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President Obama signing the Credit Card Reform Bill.






House of Representatives debate and vote on overriding a Presidential veto.





A free download of our Pocket Constitution is available on Scribd.




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Posted August 20, 2009 08:27 PM  ·  Permalink   ·  U.S. Constitution   ·  Comments (0)   ·  TrackBack (0)

Whoops! Official Argentine inflation just a tad off

We have posted in the past about how Argentina has been fudging their macro data (see here and here) by systematically under-reporting inflation, which is a very convenient thing to do when you have issued inflation-indexed bonds!

However, it seemed like the Kirchner governments were more or less getting away with it. Now, after a humbling electoral defeat, anti-corruption prosecutors are actually going after them for the funny numbers!

Economists say the official inflation rate of 8.5 percent in 2007 was really about 25 percent.

Hard Times for the Kirchners

Posted August 19, 2009 10:17 PM  ·  Permalink   ·  Caught Our Eye   ·  Comments (0)   ·  TrackBack (0)

Can you trust what you see?

What do you think when you're reading an interesting story and you come to a picture of a man with short hair and the journalist describes him as having a shaved head?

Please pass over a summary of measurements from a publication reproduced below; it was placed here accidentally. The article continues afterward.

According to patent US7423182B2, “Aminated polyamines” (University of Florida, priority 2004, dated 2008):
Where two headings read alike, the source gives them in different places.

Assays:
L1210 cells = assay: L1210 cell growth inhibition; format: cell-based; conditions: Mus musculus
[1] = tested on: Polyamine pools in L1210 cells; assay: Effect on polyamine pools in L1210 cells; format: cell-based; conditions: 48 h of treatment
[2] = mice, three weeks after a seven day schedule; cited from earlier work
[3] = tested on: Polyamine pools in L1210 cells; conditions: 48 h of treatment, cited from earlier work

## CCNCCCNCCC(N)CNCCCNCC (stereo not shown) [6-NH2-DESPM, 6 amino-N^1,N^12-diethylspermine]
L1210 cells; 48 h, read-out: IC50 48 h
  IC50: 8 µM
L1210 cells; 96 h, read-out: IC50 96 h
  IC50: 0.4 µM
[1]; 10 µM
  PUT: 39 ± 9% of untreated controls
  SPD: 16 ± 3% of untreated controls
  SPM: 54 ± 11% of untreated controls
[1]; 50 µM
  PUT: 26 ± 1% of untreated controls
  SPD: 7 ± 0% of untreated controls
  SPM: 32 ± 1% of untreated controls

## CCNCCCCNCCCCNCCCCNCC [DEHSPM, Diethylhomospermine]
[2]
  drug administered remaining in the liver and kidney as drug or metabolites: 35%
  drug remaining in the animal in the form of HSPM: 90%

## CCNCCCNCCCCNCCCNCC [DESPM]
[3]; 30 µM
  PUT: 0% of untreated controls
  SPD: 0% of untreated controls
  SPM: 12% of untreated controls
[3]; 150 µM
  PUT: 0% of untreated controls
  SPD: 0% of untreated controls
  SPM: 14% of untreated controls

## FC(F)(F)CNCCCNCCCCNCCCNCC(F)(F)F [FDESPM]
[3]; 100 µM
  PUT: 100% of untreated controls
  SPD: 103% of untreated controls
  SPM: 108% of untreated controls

A "bump in the road"? I must be going blind? My lying eyes? His razor must be terrible? Oh, it's just a detail?

Or do you then begin wondering about the accuracy of other things the journalist writes in the story - things that you can't see in an accompanying photograph?

Scroll down to see the man with the "shaved head", Mike Austin:
"The New American Religion Behind the Growing American Rage."

Posted August 19, 2009 08:57 PM  ·  Permalink   ·  Caught Our Eye   ·  Comments (0)   ·  TrackBack (0)

Assorted Links 8/19/09





While I was away






Texting While Driving
Disclaimer: The video above contains graphic images and pulls no punches with the depiction of an auto accident. Gear Diary is in no way liable for any nightmares or post-traumatic stress syndrome caused after viewing this video. You’ve been warned…






Economist Richard Vedder on Why College Costs So Damn Much!





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Posted August 19, 2009 09:17 AM  ·  Permalink   ·  Caught Our Eye   ·  Comments (0)   ·  TrackBack (0)

Assorted Links 8/17/09





Larry Reed's 3 Lessons of Freedom We Are In Danger of Forgetting
"1. Government can provide you with absolutely nothing except that which it has first taken from somebody else.
2. A government big enough to give you want you want, is big enough to take everything you have.